First reindeer, now cows: Lightning kills 19 in Texas

Mary Bowerman of USA Today reports a lightning strike killed almost 20 cows in East Texas on Sunday, according to local reports.

lightening.cowsThe cows were huddled together beneath a tree during a storm, according to witness Victor Benson, KLTV reported.

“All of a sudden, a lightning bolt came down, and the cows just fell,” Benson told KLTV.

Benson told the news station, some of the cows got up and stumbled away, but others didn’t move.

The cows were killed in a lightning strike just days after more than 300 reindeer were killed by lightning during a storm in Norway.

Like the cows, the reindeer had congregated together during the storm on a mountain plateau.

Ashley Anderson, who owned the cows with her husband, said they were able to remove the bodies quickly and donated them to people who were able to use the meat.


Where’s Thor or Loki (having fun in Brisbane) 300 reindeer killed by lightning in Norway

Friday was a bad time to be a reindeer navigating the barren Hardangervidda plateau in Central Norway.

reindeer.lightening.norway323 reindeer were killed by lightning strikes, in one fell swoop. Norway’s Environment Agency is at a loss as to how the massacre could have happened. Agency spokesman Kjartan Knutsen told the Associated Press that while it’s not uncommon for reindeer or other animals to be struck by lightning, the sheer scale of this massacre is singular.

The agency now faces the bizarre dilemma of what, if anything, to do with 300+ lightning-struck reindeer corpses. Usually, they would simply let the animals decay naturally, but the volume of dead reindeer presents a disturbing conundrum.

We’re looking to some sky-dwelling deity — possibly Odin, or Thor, or one of the other Norse gods with dominion over lighting (perhaps Loki?) — to address this tragedy.

Food fraud Rudolph edition: Alaska restaurant labels New Zealand venison as native reindeer

A popular restaurant has pleaded guilty to lying to its customers for two years.

In Fairbanks, Alaska, The Pump House Restaurant sold New Zealand venison under the guise of being Alaskan reindeer. 

rudolph-red-nosed-reindeer-7049705The restaurant’s parent company pleaded guilty to violating Alaska’s labelling and packaging laws in state court last week. 

The deception was noticed during an inspection in August last year. Food safety staff noticed a box that identified the meat was from New Zealand, not Alaska, said prosecutor Carole Holley with the Alaska Office of Special Prosecutions.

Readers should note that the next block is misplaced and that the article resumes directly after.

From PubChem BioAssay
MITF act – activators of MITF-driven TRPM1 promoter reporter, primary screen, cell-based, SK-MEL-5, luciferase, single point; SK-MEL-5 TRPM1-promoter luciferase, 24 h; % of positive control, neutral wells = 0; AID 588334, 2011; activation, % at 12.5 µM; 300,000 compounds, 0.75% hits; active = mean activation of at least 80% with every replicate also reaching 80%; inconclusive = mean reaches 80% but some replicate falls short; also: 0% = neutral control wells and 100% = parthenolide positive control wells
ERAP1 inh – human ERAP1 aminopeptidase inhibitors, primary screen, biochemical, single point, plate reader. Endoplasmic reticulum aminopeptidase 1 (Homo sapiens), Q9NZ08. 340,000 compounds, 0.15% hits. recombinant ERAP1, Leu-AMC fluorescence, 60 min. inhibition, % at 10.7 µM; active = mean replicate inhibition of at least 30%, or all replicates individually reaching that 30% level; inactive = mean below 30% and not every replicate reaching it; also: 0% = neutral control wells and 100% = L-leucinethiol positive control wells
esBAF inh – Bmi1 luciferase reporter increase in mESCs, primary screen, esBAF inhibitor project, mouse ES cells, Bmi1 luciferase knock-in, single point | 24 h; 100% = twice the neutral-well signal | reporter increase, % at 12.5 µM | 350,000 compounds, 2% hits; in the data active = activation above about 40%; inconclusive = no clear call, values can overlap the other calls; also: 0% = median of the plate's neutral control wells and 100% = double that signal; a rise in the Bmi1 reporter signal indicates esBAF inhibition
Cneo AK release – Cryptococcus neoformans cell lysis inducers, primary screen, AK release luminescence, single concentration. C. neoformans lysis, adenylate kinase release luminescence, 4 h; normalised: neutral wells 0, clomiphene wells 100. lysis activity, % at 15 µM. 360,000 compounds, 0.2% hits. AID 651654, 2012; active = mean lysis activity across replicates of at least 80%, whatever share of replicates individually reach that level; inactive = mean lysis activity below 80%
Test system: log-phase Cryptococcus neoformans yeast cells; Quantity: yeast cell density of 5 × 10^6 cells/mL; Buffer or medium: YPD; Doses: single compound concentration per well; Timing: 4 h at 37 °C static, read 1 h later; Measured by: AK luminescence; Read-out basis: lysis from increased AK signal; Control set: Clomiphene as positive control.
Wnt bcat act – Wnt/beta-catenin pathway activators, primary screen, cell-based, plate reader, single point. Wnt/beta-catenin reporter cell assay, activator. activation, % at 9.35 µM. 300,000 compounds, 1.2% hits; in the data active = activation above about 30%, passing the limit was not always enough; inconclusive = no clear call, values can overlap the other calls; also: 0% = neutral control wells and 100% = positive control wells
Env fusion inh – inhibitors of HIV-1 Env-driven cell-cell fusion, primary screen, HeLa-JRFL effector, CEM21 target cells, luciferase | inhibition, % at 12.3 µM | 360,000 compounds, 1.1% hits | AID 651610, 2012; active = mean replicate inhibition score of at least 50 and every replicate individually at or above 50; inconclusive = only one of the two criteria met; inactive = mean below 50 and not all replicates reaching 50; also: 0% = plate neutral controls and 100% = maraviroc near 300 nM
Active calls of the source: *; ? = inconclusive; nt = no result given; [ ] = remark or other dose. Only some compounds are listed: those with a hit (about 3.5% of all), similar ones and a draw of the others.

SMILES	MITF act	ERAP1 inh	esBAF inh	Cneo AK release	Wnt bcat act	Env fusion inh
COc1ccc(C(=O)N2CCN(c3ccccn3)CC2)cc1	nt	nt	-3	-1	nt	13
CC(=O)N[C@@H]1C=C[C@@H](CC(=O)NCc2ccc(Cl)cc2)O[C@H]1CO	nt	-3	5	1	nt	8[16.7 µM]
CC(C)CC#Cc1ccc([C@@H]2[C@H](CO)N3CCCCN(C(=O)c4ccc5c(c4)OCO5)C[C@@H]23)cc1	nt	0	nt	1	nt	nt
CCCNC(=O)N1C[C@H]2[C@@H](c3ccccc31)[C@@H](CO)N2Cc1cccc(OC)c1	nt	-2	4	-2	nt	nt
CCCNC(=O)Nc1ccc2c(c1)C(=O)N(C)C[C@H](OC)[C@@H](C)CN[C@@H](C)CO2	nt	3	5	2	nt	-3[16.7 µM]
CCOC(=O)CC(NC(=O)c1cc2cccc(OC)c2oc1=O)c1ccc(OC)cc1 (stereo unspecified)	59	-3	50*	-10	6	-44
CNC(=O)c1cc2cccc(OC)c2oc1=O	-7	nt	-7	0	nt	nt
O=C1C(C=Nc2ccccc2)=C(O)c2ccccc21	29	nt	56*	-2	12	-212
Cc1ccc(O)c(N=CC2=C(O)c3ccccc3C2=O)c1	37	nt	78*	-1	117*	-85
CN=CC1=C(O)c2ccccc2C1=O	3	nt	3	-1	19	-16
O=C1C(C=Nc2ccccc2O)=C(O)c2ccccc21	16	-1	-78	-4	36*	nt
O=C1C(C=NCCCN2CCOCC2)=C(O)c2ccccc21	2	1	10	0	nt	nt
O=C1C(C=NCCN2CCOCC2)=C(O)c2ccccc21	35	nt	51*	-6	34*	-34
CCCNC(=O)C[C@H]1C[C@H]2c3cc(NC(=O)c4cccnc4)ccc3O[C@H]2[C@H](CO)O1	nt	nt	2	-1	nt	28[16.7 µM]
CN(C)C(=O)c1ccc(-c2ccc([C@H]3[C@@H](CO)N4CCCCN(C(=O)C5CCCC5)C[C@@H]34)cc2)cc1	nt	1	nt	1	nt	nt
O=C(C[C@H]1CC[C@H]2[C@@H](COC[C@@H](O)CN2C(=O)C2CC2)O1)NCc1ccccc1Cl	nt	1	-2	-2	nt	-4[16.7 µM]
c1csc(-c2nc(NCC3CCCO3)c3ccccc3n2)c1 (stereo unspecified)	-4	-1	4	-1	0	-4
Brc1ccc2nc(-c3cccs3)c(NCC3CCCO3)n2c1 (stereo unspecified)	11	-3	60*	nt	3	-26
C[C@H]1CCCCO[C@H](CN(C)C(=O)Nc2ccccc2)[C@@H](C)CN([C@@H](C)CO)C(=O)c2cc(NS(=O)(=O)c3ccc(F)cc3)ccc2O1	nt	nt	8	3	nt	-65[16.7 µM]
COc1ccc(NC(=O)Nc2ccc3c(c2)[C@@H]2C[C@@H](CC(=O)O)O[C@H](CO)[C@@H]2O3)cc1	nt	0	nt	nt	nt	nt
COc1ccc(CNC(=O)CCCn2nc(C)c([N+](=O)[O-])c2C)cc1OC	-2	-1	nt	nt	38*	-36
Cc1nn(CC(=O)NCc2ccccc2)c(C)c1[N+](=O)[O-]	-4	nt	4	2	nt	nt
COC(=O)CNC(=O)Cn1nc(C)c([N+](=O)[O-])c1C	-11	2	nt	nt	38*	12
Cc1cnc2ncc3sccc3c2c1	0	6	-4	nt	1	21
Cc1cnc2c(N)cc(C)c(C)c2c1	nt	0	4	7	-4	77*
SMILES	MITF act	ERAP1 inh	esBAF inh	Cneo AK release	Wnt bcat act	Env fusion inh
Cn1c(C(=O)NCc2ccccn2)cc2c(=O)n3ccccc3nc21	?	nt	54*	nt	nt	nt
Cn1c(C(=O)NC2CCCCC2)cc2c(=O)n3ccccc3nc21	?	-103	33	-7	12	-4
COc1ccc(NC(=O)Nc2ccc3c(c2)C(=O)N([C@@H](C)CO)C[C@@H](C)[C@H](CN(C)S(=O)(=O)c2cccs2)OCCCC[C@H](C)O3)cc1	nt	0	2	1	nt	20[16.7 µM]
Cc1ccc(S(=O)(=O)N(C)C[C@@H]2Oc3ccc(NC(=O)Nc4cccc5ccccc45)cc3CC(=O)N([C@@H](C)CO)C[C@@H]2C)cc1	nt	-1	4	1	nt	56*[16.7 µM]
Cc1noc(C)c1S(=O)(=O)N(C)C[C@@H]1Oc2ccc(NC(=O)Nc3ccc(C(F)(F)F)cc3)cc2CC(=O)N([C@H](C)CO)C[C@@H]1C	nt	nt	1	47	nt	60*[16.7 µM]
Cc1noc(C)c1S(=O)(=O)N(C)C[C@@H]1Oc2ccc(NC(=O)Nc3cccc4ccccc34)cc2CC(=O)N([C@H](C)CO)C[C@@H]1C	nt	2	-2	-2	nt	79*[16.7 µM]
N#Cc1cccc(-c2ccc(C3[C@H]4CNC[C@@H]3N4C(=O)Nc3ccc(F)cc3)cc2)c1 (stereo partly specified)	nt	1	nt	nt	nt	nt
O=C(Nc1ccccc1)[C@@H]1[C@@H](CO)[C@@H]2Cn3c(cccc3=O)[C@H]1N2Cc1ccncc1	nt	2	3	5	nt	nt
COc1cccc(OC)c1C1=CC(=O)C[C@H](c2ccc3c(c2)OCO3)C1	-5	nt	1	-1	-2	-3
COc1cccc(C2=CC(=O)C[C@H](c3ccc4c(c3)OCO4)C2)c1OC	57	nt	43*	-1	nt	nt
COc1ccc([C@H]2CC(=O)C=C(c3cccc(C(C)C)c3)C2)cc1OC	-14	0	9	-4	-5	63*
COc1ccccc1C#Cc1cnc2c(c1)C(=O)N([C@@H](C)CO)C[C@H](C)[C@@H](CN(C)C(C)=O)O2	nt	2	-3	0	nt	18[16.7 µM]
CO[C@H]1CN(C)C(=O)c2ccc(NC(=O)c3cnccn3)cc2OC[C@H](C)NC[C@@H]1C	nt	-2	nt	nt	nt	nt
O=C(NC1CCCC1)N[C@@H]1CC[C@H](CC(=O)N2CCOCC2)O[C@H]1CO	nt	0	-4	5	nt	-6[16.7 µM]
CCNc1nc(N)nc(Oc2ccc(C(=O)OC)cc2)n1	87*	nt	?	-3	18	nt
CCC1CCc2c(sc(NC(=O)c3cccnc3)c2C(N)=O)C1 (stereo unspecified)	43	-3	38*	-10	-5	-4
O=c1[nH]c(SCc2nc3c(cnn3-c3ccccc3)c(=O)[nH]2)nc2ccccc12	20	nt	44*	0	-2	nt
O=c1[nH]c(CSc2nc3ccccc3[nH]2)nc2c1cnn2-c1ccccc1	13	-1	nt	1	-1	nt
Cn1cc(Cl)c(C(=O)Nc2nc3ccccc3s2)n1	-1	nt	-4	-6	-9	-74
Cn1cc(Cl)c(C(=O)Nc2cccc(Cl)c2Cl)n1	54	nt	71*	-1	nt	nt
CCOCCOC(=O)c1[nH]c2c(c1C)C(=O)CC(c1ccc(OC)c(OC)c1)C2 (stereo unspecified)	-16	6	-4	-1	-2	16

The business manager said the restaurant “deceptively served elk in lieu of reindeer ‘for about two years”.

Both the terms red deer and elk were used to describe the meat served under the name reindeer. Red deer and American elk are closely-related.

Fairbanks Daily News-Miner reported that the business would pay $50,000 in criminal fines, and will donate all profits from the dish to the Fairbanks Community Food Bank, The Salvation Army and Stone Soup Cafe – equating to $10,532. 

Can reindeer poop be considered a Gem for holiday ornaments?

Yup, that’s Sorenne, attempting to pet a deer at Amy’s dad’s place in Missouri on Saturday (he raises deer). Amy says she made sure Sorenne didn’t touch her hands to her mouth and washed them thoroughly. I was in bed, bemoaning the state of my insides, but that’s another story.

There’s a lot of poop on a deer farm.

The Miller Park Zoo in Bloomington, Illinois, is once again recycling their reindeer poop into ornaments and necklaces. Or, as the zoo says,

“… elves have been busy making Magical Reindeer Gem Ornaments and Necklaces for this year’s holiday season, with the hope that the tradition of this magical story will continue. Each piece is handmade and includes one “Gem.” “Gems” are actual reindeer dung droppings from Miller Park Zoo’s reindeer. Before production begins, each “Gem” is dehydrated, sanitized in an autoclave machine, painted and drilled. These Gem pieces developed with a story from retired Miller Park Zoo Superintendent, John Tobias. Here is how the story goes…

John’s grandmother use to gather her grandchildren and take them outside on Christmas Eve to scatter home­made chocolate chips. She would tell the children that the chips would attract Santa and his reindeer to their home, because the reindeer would know that other reindeer had already visited and left droppings…

In order to continue this wonderful tradition, Miller Park Zoo has designed ornaments and necklaces using actual reindeer droppings. If you adorn your tree or wear this necklace on Christmas Eve, it will help Santa and his reindeer find their way to your home. Because each ornament is handmade, they vary in size, shape and color. Gem pieces are hand made by volunteers with all proceeds benefiting Miller Park Zoo.

Sounds fine, as long as there are no failures in the production process. There is a Huh? factor involved. The one ornament reminds me of Mr. Hankey, the Christmas poo, from TV’s South Park.

It’s not raisons, don’t eat reindeer poop

Reindeer, like other deer, are ruminants, and like other ruminants, about 10 per cent will carry E. coli O157:H7 and relatives at any particular time.

So when a farmer, or huckster, promoting tourism at his reindeer farm says,

"About the worst that could happen is she could poop on you, but that’s not really a problem because they really just poop raisins," he said. Raisins are a favorite part of the reindeer diet at the farm.

"Or she could pee on you, but I wouldn’t worry, because I think I’ve heard something about reindeer pee, Christmas and good luck."

They aren’t poop raisins. Don’t eat poop.